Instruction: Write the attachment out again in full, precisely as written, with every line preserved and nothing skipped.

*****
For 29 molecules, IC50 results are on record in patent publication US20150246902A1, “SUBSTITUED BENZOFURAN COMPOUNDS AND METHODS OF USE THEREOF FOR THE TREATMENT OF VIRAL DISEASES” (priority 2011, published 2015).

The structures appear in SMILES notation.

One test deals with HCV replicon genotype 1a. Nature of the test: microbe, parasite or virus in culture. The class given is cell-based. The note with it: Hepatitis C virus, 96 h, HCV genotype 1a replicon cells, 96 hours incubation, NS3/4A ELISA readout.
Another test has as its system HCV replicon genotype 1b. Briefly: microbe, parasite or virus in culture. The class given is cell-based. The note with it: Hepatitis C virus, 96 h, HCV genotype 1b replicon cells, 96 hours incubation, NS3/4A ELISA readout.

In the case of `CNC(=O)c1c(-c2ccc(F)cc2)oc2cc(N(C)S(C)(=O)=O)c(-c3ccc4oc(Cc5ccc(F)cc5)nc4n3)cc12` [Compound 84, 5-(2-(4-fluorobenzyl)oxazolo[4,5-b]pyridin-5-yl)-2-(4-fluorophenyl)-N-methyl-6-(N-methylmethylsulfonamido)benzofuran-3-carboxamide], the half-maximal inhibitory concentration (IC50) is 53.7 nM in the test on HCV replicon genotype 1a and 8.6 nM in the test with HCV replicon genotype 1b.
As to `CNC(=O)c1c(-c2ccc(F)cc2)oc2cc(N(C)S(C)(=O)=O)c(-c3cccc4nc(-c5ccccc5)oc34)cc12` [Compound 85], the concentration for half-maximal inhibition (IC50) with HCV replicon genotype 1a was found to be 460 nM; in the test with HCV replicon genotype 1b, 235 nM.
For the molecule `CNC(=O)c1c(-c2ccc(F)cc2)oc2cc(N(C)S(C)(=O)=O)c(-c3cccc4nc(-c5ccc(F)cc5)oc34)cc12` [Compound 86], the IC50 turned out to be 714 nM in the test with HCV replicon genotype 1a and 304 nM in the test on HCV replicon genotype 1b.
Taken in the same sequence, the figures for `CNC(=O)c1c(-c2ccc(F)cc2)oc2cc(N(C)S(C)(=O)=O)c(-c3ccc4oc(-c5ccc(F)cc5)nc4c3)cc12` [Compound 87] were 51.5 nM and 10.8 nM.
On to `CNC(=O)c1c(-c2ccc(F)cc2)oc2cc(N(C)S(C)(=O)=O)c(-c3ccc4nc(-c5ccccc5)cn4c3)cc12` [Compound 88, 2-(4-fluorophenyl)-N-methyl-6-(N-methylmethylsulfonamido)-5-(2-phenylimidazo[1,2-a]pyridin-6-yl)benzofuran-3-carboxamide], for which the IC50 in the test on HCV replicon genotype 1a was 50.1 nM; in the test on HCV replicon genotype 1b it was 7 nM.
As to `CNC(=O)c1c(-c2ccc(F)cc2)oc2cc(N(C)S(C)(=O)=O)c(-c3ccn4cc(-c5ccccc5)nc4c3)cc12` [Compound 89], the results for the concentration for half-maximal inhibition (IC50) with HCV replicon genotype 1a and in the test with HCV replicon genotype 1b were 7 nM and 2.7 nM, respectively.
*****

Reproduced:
For 29 molecules, IC50 results are on record in patent publication US20150246902A1, “SUBSTITUED BENZOFURAN COMPOUNDS AND METHODS OF USE THEREOF FOR THE TREATMENT OF VIRAL DISEASES” (priority 2011, published 2015).

The structures appear in SMILES notation.

One test deals with HCV replicon genotype 1a. Nature of the test: microbe, parasite or virus in culture. The class given is cell-based. The note with it: Hepatitis C virus, 96 h, HCV genotype 1a replicon cells, 96 hours incubation, NS3/4A ELISA readout.
Another test has as its system HCV replicon genotype 1b. Briefly: microbe, parasite or virus in culture. The class given is cell-based. The note with it: Hepatitis C virus, 96 h, HCV genotype 1b replicon cells, 96 hours incubation, NS3/4A ELISA readout.

In the case of `CNC(=O)c1c(-c2ccc(F)cc2)oc2cc(N(C)S(C)(=O)=O)c(-c3ccc4oc(Cc5ccc(F)cc5)nc4n3)cc12` [Compound 84, 5-(2-(4-fluorobenzyl)oxazolo[4,5-b]pyridin-5-yl)-2-(4-fluorophenyl)-N-methyl-6-(N-methylmethylsulfonamido)benzofuran-3-carboxamide], the half-maximal inhibitory concentration (IC50) is 53.7 nM in the test on HCV replicon genotype 1a and 8.6 nM in the test with HCV replicon genotype 1b.
As to `CNC(=O)c1c(-c2ccc(F)cc2)oc2cc(N(C)S(C)(=O)=O)c(-c3cccc4nc(-c5ccccc5)oc34)cc12` [Compound 85], the concentration for half-maximal inhibition (IC50) with HCV replicon genotype 1a was found to be 460 nM; in the test with HCV replicon genotype 1b, 235 nM.
For the molecule `CNC(=O)c1c(-c2ccc(F)cc2)oc2cc(N(C)S(C)(=O)=O)c(-c3cccc4nc(-c5ccc(F)cc5)oc34)cc12` [Compound 86], the IC50 turned out to be 714 nM in the test with HCV replicon genotype 1a and 304 nM in the test on HCV replicon genotype 1b.
Taken in the same sequence, the figures for `CNC(=O)c1c(-c2ccc(F)cc2)oc2cc(N(C)S(C)(=O)=O)c(-c3ccc4oc(-c5ccc(F)cc5)nc4c3)cc12` [Compound 87] were 51.5 nM and 10.8 nM.
On to `CNC(=O)c1c(-c2ccc(F)cc2)oc2cc(N(C)S(C)(=O)=O)c(-c3ccc4nc(-c5ccccc5)cn4c3)cc12` [Compound 88, 2-(4-fluorophenyl)-N-methyl-6-(N-methylmethylsulfonamido)-5-(2-phenylimidazo[1,2-a]pyridin-6-yl)benzofuran-3-carboxamide], for which the IC50 in the test on HCV replicon genotype 1a was 50.1 nM; in the test on HCV replicon genotype 1b it was 7 nM.
As to `CNC(=O)c1c(-c2ccc(F)cc2)oc2cc(N(C)S(C)(=O)=O)c(-c3ccn4cc(-c5ccccc5)nc4c3)cc12` [Compound 89], the results for the concentration for half-maximal inhibition (IC50) with HCV replicon genotype 1a and in the test with HCV replicon genotype 1b were 7 nM and 2.7 nM, respectively.